F-f-f-f-freezing the f-f-f-f-fat away

Non-surgical technique lets patients chill out, lose those stubborn 20 pounds

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Some opt to surgically suction it out of the body or zap it away with lasers. Others purchase pills and potions that promise to melt it away.

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Opinion

Hey there, time traveller!
This article was published 24/01/2011 (4262 days ago), so information in it may no longer be current.

Some opt to surgically suction it out of the body or zap it away with lasers. Others purchase pills and potions that promise to melt it away.

Now there’s another supposed weapon in the battle against pudgy bellies, thighs and arms: The Cold.

It’s called CoolSculpting by Zeltiq. It’s a non-surgical technique in which fat is cooled to the point where it is eventually destroyed and eliminated by the liver. The company claims that in the process of cooling specific areas of fat, surrounding cells remain healthy and intact.

KEN GIGLIOTTI / WINNIPEG FREE PRESS Dr. Earl Minuk demonstrates Cool Sculpting, a fat-reducing cosmetic procedure that freezes fat.

A Zeltiq spokeswoman says the company does not disclose “proprietary” information such as how cold fat gets during a CoolSculpting session.

The CoolSculpting machine is large and comes with various attachments sized to fit various areas of the body.

A doctor, nurse or technician places an attachment on a particular area of the body and leaves it there for an hour.

“It’s sort of like a vacuum,” says Dr. Earl Minuk, the only physician in Manitoba to offer CoolSculpting. He’s already worked on several patients, including a physician. Tummies are among the most requested areas, he says.

“An hour later when you take the hand piece off, you actually have the skin of the body standing up. It looks like a big cone across the belly,” he says.

“And then you massage it right down. It’s kind of neat. It looks kind of weird when it comes out.”

CoolSculpting works on a principal called “cold panniculitis,” also nicknamed Popsicle panniculitis. It’s a documented scientific phenomenon observed when children who suck on Popsicles end up with indentations in the mouth after fat in the cheek is destroyed by the cold, says Minuk.

Using that principle, two Harvard doctors developed CoolSculpting and have backed up their technique with studies.

They claim that patients will see an average 20 per cent spot reduction of fat two months after treatment — without the dangers, downtime and cost of liposuction.

Minuk warns that CoolSculpting does not replace a healthy diet and exercise. Nor is it intended for people more than 20 or so pounds over their ideal body weight.

“(It’s for) people who are fit, work out — have little pouches in the tummy, they put their bra on and they’ve got bra fat, back fat,” he says. “We’re going to be doing thighs, as well.”

Winnipeg physical educator Barb Cajas says she worries that consumers who opt for this treatment still aren’t getting the message that regular exercise and a healthy diet are essential.

“I would still be concerned that people aren’t learning the lifestyle changes to maintain the fat loss,” says Cajas, owner of CORE Training and Therapy. “Post-surgery, what are you doing? This might be a waste of money.”

Winnipeg hairstylist and fitness competitor Sara Johnson, 32, recently completed a treatment on each of her “love handles”–the sides of her abdomen.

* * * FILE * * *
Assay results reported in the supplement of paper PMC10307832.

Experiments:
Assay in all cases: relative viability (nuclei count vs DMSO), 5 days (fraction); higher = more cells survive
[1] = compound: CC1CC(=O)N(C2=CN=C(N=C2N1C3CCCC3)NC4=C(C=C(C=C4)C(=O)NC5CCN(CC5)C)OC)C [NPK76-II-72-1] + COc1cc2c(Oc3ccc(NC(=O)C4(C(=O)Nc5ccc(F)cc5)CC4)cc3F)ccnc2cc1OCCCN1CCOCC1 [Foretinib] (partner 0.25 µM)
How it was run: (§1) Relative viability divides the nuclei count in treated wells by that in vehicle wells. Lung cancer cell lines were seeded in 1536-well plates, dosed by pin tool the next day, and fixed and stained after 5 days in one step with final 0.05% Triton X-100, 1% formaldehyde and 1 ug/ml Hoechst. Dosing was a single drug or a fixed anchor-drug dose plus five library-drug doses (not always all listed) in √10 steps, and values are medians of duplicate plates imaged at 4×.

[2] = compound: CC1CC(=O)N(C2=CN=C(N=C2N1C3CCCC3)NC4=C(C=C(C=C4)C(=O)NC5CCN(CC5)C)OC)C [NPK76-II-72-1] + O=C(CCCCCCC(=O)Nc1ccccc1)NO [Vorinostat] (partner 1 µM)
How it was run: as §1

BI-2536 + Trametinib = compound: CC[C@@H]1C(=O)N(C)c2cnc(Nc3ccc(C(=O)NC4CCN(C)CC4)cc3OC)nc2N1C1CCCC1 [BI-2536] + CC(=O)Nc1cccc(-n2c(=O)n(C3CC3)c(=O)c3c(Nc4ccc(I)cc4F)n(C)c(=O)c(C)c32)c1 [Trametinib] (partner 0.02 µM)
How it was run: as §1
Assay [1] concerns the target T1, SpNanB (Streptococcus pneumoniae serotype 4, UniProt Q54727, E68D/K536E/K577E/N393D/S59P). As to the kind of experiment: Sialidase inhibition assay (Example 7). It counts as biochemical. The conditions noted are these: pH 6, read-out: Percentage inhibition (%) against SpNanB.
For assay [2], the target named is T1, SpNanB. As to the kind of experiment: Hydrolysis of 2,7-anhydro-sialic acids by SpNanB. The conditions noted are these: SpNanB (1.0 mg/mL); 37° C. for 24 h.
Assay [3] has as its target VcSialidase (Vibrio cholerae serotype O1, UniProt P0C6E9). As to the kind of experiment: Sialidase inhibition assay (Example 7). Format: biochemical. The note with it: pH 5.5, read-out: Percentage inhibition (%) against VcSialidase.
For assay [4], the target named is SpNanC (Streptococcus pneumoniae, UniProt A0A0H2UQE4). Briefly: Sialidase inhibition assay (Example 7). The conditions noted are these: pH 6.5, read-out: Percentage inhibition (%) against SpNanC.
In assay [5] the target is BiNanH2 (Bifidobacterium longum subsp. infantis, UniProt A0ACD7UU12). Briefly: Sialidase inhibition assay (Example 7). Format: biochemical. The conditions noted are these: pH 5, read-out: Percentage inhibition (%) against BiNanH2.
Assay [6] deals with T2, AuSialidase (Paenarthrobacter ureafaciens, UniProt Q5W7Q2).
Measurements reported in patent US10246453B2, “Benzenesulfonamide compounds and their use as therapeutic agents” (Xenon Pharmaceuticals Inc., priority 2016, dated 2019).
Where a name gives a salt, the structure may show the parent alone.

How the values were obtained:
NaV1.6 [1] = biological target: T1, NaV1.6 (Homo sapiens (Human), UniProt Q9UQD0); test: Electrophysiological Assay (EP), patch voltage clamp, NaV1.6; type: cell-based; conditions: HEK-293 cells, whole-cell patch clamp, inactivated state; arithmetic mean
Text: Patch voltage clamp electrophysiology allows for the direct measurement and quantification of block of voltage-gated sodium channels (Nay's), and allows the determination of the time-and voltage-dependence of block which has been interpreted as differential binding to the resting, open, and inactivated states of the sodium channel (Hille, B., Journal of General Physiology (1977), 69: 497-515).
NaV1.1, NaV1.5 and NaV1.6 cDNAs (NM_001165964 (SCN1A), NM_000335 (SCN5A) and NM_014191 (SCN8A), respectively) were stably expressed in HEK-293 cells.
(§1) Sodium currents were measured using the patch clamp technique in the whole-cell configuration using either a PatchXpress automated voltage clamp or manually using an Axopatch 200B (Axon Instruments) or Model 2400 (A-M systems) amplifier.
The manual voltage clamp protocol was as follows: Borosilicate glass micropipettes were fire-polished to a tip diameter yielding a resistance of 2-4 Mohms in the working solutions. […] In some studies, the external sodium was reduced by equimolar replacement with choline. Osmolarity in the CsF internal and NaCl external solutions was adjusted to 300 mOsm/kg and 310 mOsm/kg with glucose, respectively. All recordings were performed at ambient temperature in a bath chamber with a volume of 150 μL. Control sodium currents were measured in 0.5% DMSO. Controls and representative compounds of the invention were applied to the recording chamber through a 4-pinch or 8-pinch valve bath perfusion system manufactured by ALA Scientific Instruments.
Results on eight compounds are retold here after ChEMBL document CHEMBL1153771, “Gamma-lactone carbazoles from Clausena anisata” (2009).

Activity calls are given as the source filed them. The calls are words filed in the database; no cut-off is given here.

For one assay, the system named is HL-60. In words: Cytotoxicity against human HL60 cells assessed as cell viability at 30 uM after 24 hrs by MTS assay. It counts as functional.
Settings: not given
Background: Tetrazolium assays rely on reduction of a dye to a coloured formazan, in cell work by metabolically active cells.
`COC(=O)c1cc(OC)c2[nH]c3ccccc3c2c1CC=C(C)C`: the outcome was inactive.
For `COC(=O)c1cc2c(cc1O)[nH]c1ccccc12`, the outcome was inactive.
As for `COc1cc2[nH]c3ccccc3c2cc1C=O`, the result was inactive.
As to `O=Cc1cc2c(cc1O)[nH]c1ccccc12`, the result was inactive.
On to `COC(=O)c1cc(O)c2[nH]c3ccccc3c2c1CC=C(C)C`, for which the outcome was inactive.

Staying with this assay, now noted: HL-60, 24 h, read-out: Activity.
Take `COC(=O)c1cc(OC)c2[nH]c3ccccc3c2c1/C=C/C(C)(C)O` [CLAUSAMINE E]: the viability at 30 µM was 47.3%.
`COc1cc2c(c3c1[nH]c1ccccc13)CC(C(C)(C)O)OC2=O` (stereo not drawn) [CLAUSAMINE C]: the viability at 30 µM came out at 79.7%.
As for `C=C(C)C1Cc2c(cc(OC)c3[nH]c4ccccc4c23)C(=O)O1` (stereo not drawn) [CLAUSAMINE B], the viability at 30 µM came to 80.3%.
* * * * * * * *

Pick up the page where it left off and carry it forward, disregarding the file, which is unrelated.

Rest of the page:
“I compete. For me to lose (them), I have to get incredibly lean and it’s just really hard on my body,” says the mother of three, who thought it was worth it to shell out the cash for her procedures.

Minuk charges about $1,600 per treatment.

Ken Gigliotti/ Winnipeg Free Press Kelly Fraser’s midsection undergoes Cool Sculpting treatment.

Was Johnson, who had a tummy tuck after her twins were born, nervous about the idea of freezing her fat?

“Oh yeah,” she says. “(I thought) was this a good idea? Is it going to work? Is it going to hurt?”

The fitness enthusiast says the procedure wasn’t too painful.

“When you’re done, when you switch sides because it’s so cold, it’s numb. So when the blood starts going back in there and you get the heat, then it hurts,” says Johnson, who was back at work the same day she had her two hour-long sessions of CoolSculpting. “It’s not excruciating, but it’s not comfortable.”

Minuk says some patients report an aching for weeks after the treatment. Other have reported mild bruising.

Health Canada approved CoolSculpting in August 2009. Minuk has offered it to his patients for about a month. Eleven doctors in Canada currently offer the procedure, according to the product Website. The device is also approved for use in the United States and Europe.

Minuk says people with circulatory problems that make them sensitive to the cold and people with blood-clotting issues should not opt for CoolSculpting.

And don’t expect cellulite to disappear, either.

“Cellulite is different. It’s actually fibrous bands in between the fat cells,” says Minuk. “It’s a lot more resistant.”

Johnson, who is 5-foot-11 and a size 5, says she can hardly wait until the results of her CoolSculpting procedure show up in a couple of months. She says she’s confident her love handles will disappear and that she won’t choose to get any more treatments.

“I’m just hoping I won’t have a reason to. It was just to help smooth that area out.”

 

Have an interesting story idea you’d like Shamona to write about? Contact her at shamona.harnett@freepress.mb.ca

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